There are four children in a family, two girls, Kate and Sally, and two boys, Tom and Ben. How old are the children?

Consider the equation 1/a + 1/b + 1/c = 1 where a, b and c are natural numbers and 0 < a < b < c. Prove that there is only one set of values which satisfy this equation.

Problem solving is at the heart of the NRICH site. All the problems give learners opportunities to learn, develop or use mathematical concepts and skills. Read here for more information.

Carry out cyclic permutations of nine digit numbers containing the digits from 1 to 9 (until you get back to the first number). Prove that whatever number you choose, they will add to the same total.

You have twelve weights, one of which is different from the rest. Using just 3 weighings, can you identify which weight is the odd one out, and whether it is heavier or lighter than the rest?

After some matches were played, most of the information in the table containing the results of the games was accidentally deleted. What was the score in each match played?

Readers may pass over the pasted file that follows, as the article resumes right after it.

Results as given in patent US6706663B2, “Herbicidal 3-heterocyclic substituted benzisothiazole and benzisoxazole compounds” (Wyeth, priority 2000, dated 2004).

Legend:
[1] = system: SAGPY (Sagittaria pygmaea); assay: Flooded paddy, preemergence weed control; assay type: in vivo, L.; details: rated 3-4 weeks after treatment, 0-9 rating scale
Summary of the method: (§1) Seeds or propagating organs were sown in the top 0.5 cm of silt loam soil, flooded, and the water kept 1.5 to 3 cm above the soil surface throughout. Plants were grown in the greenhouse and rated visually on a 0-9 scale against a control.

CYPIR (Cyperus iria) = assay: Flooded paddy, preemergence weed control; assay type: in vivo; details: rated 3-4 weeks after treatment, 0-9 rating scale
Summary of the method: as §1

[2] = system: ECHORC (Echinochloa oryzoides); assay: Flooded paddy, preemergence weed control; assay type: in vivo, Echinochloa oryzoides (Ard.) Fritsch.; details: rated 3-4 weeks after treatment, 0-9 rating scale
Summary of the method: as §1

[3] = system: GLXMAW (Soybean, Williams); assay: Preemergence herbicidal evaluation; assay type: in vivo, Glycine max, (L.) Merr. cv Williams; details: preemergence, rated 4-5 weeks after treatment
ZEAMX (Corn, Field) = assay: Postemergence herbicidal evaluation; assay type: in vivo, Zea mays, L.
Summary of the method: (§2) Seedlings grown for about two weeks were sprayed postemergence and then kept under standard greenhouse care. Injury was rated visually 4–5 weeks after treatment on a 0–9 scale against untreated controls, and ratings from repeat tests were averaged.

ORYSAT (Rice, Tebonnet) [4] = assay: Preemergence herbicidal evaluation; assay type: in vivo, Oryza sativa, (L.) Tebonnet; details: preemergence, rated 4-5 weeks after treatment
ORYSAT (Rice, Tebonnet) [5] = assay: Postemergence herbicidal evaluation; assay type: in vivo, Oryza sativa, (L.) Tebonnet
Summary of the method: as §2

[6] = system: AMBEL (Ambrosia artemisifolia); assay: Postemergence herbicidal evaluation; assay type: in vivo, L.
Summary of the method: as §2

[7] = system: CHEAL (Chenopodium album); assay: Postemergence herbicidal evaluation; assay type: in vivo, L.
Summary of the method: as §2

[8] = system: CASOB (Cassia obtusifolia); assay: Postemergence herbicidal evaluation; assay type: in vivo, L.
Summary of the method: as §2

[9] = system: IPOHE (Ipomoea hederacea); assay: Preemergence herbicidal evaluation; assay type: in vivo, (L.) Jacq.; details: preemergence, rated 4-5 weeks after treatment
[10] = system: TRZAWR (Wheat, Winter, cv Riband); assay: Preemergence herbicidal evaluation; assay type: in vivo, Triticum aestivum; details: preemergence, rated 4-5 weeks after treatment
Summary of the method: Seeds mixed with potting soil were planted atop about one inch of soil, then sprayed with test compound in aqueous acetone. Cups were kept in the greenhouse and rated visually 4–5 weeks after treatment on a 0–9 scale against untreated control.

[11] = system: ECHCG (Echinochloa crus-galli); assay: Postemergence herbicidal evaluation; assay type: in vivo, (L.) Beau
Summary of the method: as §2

Arrange the numbers 1 to 16 into a 4 by 4 array. Choose a number. Cross out the numbers on the same row and column. Repeat this process. Add up you four numbers. Why do they always add up to 34?

Make a set of numbers that use all the digits from 1 to 9, once and once only. Add them up. The result is divisible by 9. Add each of the digits in the new number. What is their sum? Now try some. . . .

Is it possible to rearrange the numbers 1,2......12 around a clock face in such a way that every two numbers in adjacent positions differ by any of 3, 4 or 5 hours?

Euler discussed whether or not it was possible to stroll around Koenigsberg crossing each of its seven bridges exactly once. Experiment with different numbers of islands and bridges.